New face mask that can kill Covid virus developed
Researchers have developed a new N95 face mask that can not only reduce COVID-19 spread but also kill the SARS-CoV-2 virus upon contact with it.
Researchers have developed a new N95 face mask that can not only reduce COVID-19 spread but also kill the SARS-CoV-2 virus upon contact with it. The mask can potentially be worn longer, causing less plastic waste as it does not need to be replaced as frequently, the researchers said. (Also read: Mild Covid side effects: Common long Covid symptoms to watch out for)
"We think the work is a first step toward longer-lasting, self-sterilising personal protective equipment, such as the N95 respirator,” said Edmund Palermo, from Rensselaer Polytechnic Institute in the US.
"It may help reduce transmission of airborne pathogens in general," Palermo said.
In research recently published in the journal Applied ACS Materials and Interfaces, the team successfully grafted broad-spectrum antimicrobial polymers onto the polypropylene filters used in N95 face masks.
"The active filtration layers in N95 masks are very sensitive to chemical modification. It can make them perform worse in terms of filtration, so they essentially no longer perform like N95s. They are made out of polypropylene, which is difficult to chemically modify,”.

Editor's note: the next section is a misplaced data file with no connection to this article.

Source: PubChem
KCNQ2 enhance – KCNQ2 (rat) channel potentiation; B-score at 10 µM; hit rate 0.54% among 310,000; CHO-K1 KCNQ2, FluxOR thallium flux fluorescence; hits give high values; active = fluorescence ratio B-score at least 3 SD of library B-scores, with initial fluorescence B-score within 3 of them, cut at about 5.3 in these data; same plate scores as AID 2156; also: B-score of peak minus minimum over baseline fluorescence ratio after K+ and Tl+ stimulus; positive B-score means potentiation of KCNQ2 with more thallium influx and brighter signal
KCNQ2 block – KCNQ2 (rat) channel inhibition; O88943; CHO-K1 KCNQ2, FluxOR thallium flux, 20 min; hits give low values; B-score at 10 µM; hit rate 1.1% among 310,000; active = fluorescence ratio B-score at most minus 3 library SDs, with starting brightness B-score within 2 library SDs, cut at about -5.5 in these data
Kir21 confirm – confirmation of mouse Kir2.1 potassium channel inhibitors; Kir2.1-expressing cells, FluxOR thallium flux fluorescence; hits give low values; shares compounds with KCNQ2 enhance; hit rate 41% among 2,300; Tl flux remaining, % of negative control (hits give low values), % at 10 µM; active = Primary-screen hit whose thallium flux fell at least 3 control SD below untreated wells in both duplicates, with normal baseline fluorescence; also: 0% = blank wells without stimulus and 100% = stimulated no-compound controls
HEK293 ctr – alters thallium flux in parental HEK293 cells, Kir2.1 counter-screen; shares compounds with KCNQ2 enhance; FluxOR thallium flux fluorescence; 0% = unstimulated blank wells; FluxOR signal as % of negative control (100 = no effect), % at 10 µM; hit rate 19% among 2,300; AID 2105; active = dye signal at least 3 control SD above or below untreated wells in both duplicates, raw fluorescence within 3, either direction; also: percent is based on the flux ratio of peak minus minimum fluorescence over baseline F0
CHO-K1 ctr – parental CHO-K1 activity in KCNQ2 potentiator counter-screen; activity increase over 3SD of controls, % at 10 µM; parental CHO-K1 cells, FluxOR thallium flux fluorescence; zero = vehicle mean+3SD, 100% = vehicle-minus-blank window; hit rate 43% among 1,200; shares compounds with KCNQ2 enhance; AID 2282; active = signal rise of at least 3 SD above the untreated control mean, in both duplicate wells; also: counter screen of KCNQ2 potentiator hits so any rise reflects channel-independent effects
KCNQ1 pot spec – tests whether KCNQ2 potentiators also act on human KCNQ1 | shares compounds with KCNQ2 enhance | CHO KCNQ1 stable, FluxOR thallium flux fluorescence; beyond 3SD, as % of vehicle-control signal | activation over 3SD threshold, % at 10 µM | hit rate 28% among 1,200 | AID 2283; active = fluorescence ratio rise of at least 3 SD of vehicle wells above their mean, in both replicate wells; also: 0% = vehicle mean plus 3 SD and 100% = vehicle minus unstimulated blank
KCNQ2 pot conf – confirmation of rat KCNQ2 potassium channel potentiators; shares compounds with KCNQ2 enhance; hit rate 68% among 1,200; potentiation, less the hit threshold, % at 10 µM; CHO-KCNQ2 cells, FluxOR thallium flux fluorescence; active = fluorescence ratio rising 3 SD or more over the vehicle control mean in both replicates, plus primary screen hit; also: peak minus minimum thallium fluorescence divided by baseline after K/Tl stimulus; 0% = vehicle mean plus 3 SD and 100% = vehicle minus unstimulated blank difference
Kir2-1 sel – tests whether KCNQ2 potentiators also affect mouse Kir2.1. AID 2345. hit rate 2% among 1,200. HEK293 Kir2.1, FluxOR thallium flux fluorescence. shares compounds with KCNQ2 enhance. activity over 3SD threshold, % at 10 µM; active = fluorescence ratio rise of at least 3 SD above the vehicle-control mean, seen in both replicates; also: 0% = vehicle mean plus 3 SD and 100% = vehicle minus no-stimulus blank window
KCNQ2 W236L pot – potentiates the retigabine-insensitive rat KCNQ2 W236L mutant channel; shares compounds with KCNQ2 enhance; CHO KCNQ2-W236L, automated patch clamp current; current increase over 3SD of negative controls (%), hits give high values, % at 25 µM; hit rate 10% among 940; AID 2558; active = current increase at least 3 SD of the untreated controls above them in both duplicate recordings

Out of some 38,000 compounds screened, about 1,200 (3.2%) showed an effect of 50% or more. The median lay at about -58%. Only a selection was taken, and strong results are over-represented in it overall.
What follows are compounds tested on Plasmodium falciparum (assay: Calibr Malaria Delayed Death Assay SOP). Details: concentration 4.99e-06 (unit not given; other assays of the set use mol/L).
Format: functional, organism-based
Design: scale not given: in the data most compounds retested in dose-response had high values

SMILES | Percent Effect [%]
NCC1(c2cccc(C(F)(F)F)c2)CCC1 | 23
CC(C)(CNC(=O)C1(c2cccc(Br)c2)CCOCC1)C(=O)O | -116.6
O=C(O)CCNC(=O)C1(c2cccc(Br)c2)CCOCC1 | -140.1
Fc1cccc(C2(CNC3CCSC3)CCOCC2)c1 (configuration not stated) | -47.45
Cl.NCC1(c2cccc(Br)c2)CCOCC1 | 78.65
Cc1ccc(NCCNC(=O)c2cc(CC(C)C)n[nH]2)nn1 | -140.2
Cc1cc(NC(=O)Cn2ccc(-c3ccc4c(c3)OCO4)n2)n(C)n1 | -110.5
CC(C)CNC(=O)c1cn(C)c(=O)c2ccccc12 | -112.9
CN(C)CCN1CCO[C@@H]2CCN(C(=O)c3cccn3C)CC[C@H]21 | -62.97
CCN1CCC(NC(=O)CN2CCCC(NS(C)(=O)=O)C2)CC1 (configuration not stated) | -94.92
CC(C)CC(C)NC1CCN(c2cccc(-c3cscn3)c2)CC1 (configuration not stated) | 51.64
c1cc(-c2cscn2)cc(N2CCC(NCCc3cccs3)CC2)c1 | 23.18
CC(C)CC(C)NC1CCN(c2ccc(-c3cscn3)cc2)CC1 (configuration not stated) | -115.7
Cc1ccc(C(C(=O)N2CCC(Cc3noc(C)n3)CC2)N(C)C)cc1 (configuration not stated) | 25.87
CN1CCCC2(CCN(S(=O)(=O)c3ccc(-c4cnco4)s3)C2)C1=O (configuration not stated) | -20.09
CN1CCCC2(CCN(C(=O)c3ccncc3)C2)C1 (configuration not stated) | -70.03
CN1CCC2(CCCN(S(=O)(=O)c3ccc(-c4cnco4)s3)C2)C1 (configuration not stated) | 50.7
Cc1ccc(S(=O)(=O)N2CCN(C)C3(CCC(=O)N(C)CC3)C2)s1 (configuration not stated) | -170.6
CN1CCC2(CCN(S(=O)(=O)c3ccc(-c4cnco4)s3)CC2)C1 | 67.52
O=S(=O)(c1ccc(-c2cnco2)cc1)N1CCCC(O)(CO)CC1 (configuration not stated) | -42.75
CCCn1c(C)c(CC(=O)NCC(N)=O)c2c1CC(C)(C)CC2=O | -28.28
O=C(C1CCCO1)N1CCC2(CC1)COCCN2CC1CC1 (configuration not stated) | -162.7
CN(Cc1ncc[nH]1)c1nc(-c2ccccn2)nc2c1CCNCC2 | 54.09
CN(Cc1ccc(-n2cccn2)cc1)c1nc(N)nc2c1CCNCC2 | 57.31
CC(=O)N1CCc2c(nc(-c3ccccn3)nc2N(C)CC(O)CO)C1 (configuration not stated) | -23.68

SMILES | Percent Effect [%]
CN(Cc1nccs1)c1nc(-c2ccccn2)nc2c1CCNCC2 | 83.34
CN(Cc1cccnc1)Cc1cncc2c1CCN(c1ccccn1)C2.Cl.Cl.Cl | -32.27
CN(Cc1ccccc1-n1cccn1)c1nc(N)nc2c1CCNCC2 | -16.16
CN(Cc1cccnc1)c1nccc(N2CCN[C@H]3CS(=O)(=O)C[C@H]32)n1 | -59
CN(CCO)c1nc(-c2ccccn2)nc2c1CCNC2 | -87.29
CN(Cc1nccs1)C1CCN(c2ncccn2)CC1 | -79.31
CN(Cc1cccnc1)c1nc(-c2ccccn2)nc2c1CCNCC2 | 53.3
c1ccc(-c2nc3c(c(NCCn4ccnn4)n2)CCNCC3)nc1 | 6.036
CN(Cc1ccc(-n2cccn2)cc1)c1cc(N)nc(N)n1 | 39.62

"Another challenge is that you don't want to disrupt the very fine network of fibres in these masks, which might make them more difficult to breathe through,” Zha added.
The team, including researchers from Massachusetts Institute of Technology (MIT) in the US, attached antimicrobial quaternary ammonium polymers to the fibre surfaces of nonwoven polypropylene fabrics using ultraviolet (UV)-initiated grafting.
"The process that we developed uses a really simple chemistry to create this non-leaching polymer coating that can kill viruses and bacteria by essentially breaking open their outer layer," said Zha.
"It's very straightforward and a potentially scalable method," Zha noted.
The team used only UV light and acetone in their process, which are widely available, to make it easy to implement.
The process can be applied to already manufactured polypropylene filters, rather than necessitating the development of new ones, the researchers said.
The team did see a decrease in filtration efficiency when the process was applied directly to the filtration layer of N95 masks, but the solution is straightforward, they said.
The user could wear an unaltered N95 mask along with another polypropylene layer with the antimicrobial polymer on top, according to the researchers.
In the future, manufacturers could make a mask with the antimicrobial polymer incorporated into the top layer, they said.
"Hopefully, we are on the other side of the COVID pandemic. But this kind of technology will be increasingly important," said Zha.
"The threat of diseases caused by airborne microbes is not going away. It's about time that we improved the performance and sustainability of the materials that we use to protect ourselves," Zha added.